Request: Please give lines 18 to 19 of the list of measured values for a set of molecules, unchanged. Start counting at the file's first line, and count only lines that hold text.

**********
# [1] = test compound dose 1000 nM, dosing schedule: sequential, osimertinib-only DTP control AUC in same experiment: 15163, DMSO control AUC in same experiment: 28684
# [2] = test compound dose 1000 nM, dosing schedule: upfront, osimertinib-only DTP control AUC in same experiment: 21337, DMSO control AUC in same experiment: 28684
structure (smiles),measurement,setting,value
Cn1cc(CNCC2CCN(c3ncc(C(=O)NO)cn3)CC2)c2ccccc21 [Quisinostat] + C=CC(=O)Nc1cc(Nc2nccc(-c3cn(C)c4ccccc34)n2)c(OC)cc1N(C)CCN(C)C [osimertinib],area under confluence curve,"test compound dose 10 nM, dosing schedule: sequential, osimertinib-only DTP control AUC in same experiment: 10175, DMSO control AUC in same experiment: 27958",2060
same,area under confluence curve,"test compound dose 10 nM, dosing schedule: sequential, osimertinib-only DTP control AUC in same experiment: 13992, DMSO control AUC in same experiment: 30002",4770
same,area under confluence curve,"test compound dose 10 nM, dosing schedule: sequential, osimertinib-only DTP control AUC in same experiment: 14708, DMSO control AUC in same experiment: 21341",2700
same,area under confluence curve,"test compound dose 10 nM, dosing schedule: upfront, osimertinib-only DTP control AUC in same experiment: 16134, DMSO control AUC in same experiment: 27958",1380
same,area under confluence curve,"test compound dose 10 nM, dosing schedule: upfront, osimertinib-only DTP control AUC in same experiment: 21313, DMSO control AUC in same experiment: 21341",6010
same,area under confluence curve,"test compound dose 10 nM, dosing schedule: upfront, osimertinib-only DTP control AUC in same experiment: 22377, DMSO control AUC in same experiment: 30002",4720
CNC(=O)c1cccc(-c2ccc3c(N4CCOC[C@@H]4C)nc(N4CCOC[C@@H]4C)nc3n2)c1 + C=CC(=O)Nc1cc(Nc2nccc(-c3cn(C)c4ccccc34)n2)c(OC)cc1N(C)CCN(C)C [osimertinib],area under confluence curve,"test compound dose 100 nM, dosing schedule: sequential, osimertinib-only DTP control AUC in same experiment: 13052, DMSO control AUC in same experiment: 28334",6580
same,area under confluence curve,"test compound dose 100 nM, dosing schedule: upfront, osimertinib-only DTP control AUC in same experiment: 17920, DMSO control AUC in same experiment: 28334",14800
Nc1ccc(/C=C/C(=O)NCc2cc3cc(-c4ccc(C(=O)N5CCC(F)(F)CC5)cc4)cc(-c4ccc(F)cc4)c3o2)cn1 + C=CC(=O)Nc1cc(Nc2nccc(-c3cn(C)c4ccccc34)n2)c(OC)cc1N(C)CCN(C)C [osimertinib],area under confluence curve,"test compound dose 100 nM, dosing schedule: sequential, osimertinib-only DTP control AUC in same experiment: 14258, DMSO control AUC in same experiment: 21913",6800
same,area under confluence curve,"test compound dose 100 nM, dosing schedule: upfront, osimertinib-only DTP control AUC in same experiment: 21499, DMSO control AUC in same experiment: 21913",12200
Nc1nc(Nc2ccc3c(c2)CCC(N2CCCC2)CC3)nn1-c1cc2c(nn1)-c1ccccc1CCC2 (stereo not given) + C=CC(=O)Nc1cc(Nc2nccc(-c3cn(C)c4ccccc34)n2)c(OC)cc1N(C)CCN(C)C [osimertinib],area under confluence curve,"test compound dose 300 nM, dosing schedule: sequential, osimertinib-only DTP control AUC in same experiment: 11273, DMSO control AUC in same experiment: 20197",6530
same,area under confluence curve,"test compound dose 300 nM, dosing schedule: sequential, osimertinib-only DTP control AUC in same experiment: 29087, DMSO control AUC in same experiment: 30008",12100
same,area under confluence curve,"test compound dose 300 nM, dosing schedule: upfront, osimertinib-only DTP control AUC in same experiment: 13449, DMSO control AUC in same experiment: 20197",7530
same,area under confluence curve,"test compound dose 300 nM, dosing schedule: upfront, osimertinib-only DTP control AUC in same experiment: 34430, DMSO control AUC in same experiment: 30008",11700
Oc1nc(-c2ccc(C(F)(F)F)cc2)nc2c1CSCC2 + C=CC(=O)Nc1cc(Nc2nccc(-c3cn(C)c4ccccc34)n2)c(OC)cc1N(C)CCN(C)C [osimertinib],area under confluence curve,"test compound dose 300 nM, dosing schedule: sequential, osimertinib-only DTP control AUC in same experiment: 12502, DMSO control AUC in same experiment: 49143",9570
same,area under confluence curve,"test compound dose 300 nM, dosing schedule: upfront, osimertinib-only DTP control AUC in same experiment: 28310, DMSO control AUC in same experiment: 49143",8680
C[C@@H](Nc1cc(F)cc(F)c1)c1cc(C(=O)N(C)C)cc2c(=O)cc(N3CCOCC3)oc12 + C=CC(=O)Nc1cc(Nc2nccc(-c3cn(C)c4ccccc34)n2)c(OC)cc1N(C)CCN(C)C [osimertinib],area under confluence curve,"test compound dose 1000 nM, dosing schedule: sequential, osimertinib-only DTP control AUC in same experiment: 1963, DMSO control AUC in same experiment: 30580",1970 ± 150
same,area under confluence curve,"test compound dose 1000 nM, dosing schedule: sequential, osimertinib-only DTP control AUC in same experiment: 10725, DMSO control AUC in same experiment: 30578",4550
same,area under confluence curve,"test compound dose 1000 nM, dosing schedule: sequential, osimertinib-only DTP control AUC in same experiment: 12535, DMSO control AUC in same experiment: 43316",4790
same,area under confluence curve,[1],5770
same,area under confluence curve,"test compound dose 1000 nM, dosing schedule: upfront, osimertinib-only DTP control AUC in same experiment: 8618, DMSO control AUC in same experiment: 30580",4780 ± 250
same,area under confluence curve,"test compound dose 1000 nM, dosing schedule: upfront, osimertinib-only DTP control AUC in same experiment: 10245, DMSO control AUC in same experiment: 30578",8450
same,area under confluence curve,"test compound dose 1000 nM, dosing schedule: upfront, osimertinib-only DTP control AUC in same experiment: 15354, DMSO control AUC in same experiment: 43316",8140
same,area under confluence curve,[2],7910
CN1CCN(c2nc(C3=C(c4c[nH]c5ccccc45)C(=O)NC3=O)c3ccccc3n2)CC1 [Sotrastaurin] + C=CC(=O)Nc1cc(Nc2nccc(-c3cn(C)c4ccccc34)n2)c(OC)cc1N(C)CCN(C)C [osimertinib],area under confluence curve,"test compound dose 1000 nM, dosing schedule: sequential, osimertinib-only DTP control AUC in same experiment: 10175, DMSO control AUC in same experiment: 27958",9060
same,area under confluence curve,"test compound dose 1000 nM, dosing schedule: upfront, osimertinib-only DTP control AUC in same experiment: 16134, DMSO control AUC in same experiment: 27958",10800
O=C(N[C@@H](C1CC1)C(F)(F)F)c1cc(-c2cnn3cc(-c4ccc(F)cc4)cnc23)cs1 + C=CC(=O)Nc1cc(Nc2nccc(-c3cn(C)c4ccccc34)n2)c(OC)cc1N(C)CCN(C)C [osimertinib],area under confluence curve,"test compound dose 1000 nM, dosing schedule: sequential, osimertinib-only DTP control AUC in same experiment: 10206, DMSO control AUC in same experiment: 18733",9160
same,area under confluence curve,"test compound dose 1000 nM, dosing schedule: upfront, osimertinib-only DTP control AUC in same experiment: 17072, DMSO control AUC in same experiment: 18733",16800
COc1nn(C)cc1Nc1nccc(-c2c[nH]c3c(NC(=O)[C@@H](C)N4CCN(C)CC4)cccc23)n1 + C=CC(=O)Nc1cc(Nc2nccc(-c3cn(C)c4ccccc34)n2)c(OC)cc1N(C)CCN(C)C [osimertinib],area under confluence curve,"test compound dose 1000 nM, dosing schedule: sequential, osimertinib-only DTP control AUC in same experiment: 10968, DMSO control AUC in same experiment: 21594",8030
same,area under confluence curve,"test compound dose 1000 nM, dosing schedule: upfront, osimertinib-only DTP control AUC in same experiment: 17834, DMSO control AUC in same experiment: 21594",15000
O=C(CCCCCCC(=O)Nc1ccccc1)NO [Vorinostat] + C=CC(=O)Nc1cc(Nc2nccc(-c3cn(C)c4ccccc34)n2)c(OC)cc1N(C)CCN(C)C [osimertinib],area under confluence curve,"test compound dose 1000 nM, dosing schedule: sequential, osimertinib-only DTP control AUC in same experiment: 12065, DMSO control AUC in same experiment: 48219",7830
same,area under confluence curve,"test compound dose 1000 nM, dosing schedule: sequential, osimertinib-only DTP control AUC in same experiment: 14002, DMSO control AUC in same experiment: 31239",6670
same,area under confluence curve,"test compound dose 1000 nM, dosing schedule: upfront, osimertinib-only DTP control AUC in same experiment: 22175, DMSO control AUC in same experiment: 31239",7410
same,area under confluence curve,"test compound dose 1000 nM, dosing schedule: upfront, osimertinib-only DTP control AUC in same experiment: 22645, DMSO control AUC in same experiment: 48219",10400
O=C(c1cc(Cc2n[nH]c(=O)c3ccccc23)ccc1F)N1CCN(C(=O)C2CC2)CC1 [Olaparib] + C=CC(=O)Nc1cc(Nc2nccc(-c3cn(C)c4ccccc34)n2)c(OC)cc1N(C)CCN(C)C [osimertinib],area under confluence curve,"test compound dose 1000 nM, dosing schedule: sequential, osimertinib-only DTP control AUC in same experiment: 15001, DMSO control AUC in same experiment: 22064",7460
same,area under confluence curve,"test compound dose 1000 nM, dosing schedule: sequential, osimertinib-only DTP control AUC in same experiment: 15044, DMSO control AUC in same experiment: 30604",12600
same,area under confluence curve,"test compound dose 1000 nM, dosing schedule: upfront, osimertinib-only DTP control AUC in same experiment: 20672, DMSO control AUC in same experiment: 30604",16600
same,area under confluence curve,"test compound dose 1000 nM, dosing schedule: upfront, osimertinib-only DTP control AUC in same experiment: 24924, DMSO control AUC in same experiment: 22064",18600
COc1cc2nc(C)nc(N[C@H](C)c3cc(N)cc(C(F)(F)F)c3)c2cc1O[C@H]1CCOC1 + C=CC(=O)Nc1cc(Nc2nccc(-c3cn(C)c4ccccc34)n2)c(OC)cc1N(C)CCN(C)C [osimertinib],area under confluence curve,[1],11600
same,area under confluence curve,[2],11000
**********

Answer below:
Oc1nc(-c2ccc(C(F)(F)F)cc2)nc2c1CSCC2 + C=CC(=O)Nc1cc(Nc2nccc(-c3cn(C)c4ccccc34)n2)c(OC)cc1N(C)CCN(C)C [osimertinib],area under confluence curve,"test compound dose 300 nM, dosing schedule: sequential, osimertinib-only DTP control AUC in same experiment: 12502, DMSO control AUC in same experiment: 49143",9570
same,area under confluence curve,"test compound dose 300 nM, dosing schedule: upfront, osimertinib-only DTP control AUC in same experiment: 28310, DMSO control AUC in same experiment: 49143",8680